I'm with CUA & find them pretty good. They also have the options of various Insurances IE: Home, car, Medical etc. all at competitive pricing.
As for Credit Cards, they have their own credit/debit with a number of fee free transactions / month & you can now use most of the "major banks" ATMs fee free.
Home loan rates etc are good value as well.
 

22nd Man

Tiger Champion
Aug 29, 2011
4,370
23
Essex Heights
DavidSSS said:
The ATMs were a technology issue not a regulation issue.

We were paid in cash because you could barely get it out of the bank with opening hours.

Since deregulation the banks have been let loose and we now have insane house prices. Just to give you some idea of the house price insanity, when we bought our house it cost 5x my yearly income, I now earn more in real terms and it is worth around 18x my income. I could sell my house in Melbourne and buy a nice apartment in the middle of Paris and still get change, this is just silly. From what I remember you could get a mortgage with 10% deposit. We also pay fees which we didn't before deregulation, fees on what has become an essential service as you can't get paid except via a bank account.

I looked up Bank Australia and it is a group of credit unions who formed a bank. Might look into switching.

DS
Pre de regulation.... Banks ran higher interest margins to cross subsidise services ..ie borrowers paid more and depositors received less than they might otherwise.

passbook transactions.were largely manual as was cheque cashing ... These services were provided for "free" as in no transaction fees were charged ie paid for out of the gross interest margin ... So depositors and borrowers effectively subsidised the transactors.

I have an account with one of the major banks and I do dozens of payWave, atm, bill pay, ATMs every month. Not one cent in fees ... No interest is the offset but as balance is held only at level needed the foregone interest is neglible.

What I object to is retail outlets charging for card use...when cash purchases don't ...so there is no cost to business in handling cash .. Security, banking, counting? But then again we know that cash income is non taxable in most Australian businesses (a special "exemption" not available to people on salaries, or non cash industry) many who complain about big banks ripping them off have no qualms about short changing the ATO aka as the Australian taxpayer.
 

MB78

I can have my cake and eat it too
Sep 8, 2009
6,400
19
22nd Man said:
Pre de regulation.... Banks ran higher interest margins to cross subsidise services ..ie borrowers paid more and depositors received less than they might otherwise.

passbook transactions.were largely manual as was cheque cashing ... These services were provided for "free" as in no transaction fees were charged ie paid for out of the gross interest margin ... So depositors and borrowers effectively subsidised the transactors.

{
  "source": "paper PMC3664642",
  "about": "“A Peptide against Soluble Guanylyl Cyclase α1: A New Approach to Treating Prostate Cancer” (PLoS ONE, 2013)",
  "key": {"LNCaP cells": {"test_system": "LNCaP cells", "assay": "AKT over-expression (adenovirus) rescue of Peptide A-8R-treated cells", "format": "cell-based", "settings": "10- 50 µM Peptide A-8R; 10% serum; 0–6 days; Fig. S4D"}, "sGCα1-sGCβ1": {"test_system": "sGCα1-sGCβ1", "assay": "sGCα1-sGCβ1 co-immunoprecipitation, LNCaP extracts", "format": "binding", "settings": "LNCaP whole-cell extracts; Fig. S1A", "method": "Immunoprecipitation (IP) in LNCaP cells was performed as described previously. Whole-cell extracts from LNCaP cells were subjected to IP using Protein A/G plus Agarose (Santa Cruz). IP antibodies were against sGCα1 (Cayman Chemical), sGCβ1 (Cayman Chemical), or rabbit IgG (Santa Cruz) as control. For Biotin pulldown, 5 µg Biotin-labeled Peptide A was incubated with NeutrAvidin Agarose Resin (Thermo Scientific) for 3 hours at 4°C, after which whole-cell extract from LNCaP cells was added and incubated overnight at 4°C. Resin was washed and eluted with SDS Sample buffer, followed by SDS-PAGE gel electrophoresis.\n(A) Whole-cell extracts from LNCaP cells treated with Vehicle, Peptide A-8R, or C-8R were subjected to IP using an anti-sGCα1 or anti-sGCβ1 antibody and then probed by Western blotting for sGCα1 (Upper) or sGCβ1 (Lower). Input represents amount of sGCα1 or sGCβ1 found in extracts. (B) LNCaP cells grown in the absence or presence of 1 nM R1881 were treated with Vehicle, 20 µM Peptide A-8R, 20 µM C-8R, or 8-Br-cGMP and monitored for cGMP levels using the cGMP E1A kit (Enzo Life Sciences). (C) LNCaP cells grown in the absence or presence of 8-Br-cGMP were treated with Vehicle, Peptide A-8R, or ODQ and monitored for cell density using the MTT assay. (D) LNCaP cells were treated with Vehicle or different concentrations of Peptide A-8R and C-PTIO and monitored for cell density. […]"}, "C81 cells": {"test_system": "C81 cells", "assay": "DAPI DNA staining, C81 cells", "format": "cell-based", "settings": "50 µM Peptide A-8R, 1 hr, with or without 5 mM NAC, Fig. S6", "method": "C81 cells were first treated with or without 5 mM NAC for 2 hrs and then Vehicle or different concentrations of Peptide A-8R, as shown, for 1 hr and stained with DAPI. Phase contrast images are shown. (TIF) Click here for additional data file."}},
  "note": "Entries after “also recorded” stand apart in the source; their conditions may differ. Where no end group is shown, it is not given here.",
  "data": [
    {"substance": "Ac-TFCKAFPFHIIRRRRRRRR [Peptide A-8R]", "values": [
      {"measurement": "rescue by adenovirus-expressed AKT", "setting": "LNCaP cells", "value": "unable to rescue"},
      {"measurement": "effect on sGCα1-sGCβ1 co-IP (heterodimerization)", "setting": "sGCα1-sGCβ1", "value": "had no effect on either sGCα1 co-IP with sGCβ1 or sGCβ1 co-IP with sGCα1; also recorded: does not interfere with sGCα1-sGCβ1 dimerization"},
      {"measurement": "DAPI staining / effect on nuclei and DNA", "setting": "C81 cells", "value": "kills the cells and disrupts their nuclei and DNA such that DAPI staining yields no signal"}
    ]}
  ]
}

I have an account with one of the major banks and I do dozens of payWave, atm, bill pay, ATMs every month. Not one cent in fees ... No interest is the offset but as balance is held only at level needed the foregone interest is neglible.

What I object to is retail outlets charging for card use...when cash purchases don't ...so there is no cost to business in handling cash .. Security, banking, counting? But then again we know that cash income is non taxable in most Australian businesses (a special "exemption" not available to people on salaries, or non cash industry) many who complain about big banks ripping them off have no qualms about short changing the ATO aka as the Australian taxpayer.
Great posting.

I think they should make it illegal to do surcharges on cards. In most cases they well above the merchant surcharge they get charged from the bank.
 

Panthera Tigris

Tiger Superstar
Apr 27, 2010
2,367
0
DavidSSS said:
I've thought about using a credit union but have always been a little unsure about their credit cards which seem to be issued by a bank anyway.

What I've thought to do was to change to ME Bank as they are owned by the industry super funds rather than private shareholders, or even Bank Australia although I'm unsure as to their background.

Unfortunately I have been too lazy and stayed with what used to be a state owned bank, then again, since I just have my salary put in the bank, have limited savings and no loans (do have a credit card though) I'm probably not a very valuable customer anyway. I even committed the heinous crime of paying off the mortgage early and the mortgage was taken out so long ago there were no fees (remember, before bank deregulation, there were no fees, so, remind me again what was so good about deregulation, oh that's right, the banks would compete for my custom so I wouldn't suffer with one of those terrible passbook accounts which only paid 3.3% interest, now I get, ooh what was it, something like 0.001%, and, yes, the banks are stingy enough to go to a few decimal places).

DS
Mutual banks, credit unions and building societies are a good option. My grandfather was a builder and always banked and did business with a local building society. Introduced me to them with a Term Deposit that was a gift for my 18th birthday. I've banked with them in some form (along with other providers) ever since. They've now altered their license slightly to be a mutual bank, rather than a building society. But still have a far superior level of service to a shareholder owned bank, given their mandate is to operate solely for the benefit of members. These days any decent sized mutual can offer all the services a bank can for the average punter, usually with far better service levels and at competitive prices.